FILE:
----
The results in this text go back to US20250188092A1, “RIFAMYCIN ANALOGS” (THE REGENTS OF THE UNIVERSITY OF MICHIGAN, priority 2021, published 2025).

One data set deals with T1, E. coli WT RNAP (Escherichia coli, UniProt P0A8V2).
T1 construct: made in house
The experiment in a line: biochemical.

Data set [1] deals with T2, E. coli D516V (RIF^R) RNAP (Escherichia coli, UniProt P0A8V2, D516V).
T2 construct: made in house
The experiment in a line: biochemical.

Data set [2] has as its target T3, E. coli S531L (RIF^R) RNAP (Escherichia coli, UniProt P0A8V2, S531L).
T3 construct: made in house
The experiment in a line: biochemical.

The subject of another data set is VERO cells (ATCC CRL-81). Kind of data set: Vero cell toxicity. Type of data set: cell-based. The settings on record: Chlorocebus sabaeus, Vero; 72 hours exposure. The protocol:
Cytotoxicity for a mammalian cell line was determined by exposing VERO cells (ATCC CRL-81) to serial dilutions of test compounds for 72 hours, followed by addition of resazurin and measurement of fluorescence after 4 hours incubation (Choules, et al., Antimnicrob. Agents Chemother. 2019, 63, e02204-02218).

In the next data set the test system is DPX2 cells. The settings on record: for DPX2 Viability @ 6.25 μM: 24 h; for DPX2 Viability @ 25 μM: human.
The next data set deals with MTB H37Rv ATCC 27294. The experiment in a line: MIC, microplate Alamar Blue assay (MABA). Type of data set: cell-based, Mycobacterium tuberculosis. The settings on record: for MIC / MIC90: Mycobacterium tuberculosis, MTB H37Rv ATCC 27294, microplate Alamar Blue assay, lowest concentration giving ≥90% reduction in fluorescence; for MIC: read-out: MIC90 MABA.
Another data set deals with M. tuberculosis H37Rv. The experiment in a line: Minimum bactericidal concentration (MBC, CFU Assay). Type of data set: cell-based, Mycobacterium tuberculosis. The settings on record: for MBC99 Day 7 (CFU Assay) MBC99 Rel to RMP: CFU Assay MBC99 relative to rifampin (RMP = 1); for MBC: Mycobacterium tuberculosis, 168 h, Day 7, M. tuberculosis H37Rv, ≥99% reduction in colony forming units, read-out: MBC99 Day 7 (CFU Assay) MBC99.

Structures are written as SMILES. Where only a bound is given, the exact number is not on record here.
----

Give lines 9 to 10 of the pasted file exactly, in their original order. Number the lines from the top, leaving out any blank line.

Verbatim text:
T3 construct: made in house
The experiment in a line: biochemical.